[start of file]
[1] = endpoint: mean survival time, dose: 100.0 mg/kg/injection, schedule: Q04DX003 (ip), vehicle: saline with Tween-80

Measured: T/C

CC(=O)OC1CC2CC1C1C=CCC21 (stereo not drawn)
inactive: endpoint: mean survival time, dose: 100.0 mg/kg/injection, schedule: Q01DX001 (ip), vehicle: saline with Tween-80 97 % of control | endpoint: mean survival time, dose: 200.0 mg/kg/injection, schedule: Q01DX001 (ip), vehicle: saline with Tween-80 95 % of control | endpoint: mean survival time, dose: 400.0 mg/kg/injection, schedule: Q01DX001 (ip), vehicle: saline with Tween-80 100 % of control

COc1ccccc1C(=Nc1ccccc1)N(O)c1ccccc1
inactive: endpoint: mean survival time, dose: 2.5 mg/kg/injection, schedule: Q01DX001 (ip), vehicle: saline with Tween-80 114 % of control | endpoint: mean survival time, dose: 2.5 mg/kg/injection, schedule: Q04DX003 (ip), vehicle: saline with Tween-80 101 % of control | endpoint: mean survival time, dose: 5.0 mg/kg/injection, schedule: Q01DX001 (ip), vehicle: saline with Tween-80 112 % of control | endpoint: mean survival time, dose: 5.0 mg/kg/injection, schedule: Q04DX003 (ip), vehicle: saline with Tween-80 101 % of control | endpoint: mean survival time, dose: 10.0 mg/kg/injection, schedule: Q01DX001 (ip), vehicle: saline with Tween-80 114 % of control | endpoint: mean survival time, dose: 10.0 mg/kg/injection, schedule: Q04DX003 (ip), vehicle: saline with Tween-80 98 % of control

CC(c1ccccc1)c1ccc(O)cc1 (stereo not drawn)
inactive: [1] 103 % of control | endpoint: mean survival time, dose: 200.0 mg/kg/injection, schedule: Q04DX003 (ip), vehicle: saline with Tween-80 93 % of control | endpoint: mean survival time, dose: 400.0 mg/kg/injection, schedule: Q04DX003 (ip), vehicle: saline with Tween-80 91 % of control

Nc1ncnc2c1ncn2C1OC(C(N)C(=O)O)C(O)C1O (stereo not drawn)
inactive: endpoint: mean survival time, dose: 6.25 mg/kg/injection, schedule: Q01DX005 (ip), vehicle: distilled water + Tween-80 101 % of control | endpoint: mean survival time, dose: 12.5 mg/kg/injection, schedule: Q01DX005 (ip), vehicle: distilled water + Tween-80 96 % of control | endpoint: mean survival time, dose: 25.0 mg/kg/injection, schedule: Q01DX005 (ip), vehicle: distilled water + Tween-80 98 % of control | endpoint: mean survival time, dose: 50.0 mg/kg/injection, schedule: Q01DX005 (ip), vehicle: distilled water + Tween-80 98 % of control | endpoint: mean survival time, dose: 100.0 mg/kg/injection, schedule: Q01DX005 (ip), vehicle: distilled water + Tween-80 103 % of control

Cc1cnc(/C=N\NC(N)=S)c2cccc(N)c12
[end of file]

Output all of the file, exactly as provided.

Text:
[1] = endpoint: mean survival time, dose: 100.0 mg/kg/injection, schedule: Q04DX003 (ip), vehicle: saline with Tween-80

Measured: T/C

CC(=O)OC1CC2CC1C1C=CCC21 (stereo not drawn)
inactive: endpoint: mean survival time, dose: 100.0 mg/kg/injection, schedule: Q01DX001 (ip), vehicle: saline with Tween-80 97 % of control | endpoint: mean survival time, dose: 200.0 mg/kg/injection, schedule: Q01DX001 (ip), vehicle: saline with Tween-80 95 % of control | endpoint: mean survival time, dose: 400.0 mg/kg/injection, schedule: Q01DX001 (ip), vehicle: saline with Tween-80 100 % of control

COc1ccccc1C(=Nc1ccccc1)N(O)c1ccccc1
inactive: endpoint: mean survival time, dose: 2.5 mg/kg/injection, schedule: Q01DX001 (ip), vehicle: saline with Tween-80 114 % of control | endpoint: mean survival time, dose: 2.5 mg/kg/injection, schedule: Q04DX003 (ip), vehicle: saline with Tween-80 101 % of control | endpoint: mean survival time, dose: 5.0 mg/kg/injection, schedule: Q01DX001 (ip), vehicle: saline with Tween-80 112 % of control | endpoint: mean survival time, dose: 5.0 mg/kg/injection, schedule: Q04DX003 (ip), vehicle: saline with Tween-80 101 % of control | endpoint: mean survival time, dose: 10.0 mg/kg/injection, schedule: Q01DX001 (ip), vehicle: saline with Tween-80 114 % of control | endpoint: mean survival time, dose: 10.0 mg/kg/injection, schedule: Q04DX003 (ip), vehicle: saline with Tween-80 98 % of control

CC(c1ccccc1)c1ccc(O)cc1 (stereo not drawn)
inactive: [1] 103 % of control | endpoint: mean survival time, dose: 200.0 mg/kg/injection, schedule: Q04DX003 (ip), vehicle: saline with Tween-80 93 % of control | endpoint: mean survival time, dose: 400.0 mg/kg/injection, schedule: Q04DX003 (ip), vehicle: saline with Tween-80 91 % of control

Nc1ncnc2c1ncn2C1OC(C(N)C(=O)O)C(O)C1O (stereo not drawn)
inactive: endpoint: mean survival time, dose: 6.25 mg/kg/injection, schedule: Q01DX005 (ip), vehicle: distilled water + Tween-80 101 % of control | endpoint: mean survival time, dose: 12.5 mg/kg/injection, schedule: Q01DX005 (ip), vehicle: distilled water + Tween-80 96 % of control | endpoint: mean survival time, dose: 25.0 mg/kg/injection, schedule: Q01DX005 (ip), vehicle: distilled water + Tween-80 98 % of control | endpoint: mean survival time, dose: 50.0 mg/kg/injection, schedule: Q01DX005 (ip), vehicle: distilled water + Tween-80 98 % of control | endpoint: mean survival time, dose: 100.0 mg/kg/injection, schedule: Q01DX005 (ip), vehicle: distilled water + Tween-80 103 % of control

Cc1cnc(/C=N\NC(N)=S)c2cccc(N)c12